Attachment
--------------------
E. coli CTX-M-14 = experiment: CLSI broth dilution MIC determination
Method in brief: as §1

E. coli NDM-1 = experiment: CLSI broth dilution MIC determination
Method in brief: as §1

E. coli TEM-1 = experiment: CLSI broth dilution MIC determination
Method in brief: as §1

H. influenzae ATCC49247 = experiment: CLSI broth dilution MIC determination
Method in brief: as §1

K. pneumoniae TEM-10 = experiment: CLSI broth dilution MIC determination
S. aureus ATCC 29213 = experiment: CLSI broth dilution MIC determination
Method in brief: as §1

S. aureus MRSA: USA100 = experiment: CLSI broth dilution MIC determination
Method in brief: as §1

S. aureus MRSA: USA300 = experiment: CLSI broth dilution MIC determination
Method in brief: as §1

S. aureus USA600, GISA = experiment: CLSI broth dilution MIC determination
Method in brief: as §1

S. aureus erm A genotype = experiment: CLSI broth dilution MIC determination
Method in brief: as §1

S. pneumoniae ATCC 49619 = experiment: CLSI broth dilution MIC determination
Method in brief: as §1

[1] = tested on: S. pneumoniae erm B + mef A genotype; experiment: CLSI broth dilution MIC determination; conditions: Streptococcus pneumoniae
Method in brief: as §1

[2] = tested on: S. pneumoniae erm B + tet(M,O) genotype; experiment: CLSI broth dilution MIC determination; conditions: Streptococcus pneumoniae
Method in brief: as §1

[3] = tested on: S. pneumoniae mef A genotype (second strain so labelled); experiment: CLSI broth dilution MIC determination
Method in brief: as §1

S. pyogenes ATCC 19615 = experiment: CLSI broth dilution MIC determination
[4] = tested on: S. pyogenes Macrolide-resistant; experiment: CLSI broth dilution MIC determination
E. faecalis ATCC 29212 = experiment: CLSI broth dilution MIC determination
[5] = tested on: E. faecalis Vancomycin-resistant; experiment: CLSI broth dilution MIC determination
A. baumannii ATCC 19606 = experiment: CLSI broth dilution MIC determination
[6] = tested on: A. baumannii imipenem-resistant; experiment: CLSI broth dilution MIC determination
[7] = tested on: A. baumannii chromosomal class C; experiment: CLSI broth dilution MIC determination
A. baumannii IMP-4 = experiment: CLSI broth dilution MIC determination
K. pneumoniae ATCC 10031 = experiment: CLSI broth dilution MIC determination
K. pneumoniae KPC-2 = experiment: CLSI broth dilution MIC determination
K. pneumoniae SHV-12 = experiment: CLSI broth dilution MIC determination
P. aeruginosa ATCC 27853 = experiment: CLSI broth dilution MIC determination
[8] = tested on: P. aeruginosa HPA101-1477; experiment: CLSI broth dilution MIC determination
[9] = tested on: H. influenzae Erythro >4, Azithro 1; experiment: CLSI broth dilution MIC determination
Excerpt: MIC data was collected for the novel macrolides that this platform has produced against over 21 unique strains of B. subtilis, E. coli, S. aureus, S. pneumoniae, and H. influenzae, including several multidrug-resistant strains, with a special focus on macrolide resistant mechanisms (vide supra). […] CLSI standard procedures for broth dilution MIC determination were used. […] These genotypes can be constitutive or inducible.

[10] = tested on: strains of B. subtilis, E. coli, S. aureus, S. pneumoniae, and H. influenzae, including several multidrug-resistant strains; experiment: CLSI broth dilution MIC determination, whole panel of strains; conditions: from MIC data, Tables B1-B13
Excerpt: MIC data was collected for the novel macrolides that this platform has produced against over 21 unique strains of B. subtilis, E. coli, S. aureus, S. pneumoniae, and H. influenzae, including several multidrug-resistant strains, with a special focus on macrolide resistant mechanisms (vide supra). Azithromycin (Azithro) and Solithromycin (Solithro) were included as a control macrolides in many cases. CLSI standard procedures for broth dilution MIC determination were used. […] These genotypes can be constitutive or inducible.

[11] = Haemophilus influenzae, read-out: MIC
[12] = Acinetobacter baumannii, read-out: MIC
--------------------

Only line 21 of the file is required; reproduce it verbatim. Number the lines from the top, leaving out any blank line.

Method in brief: as §1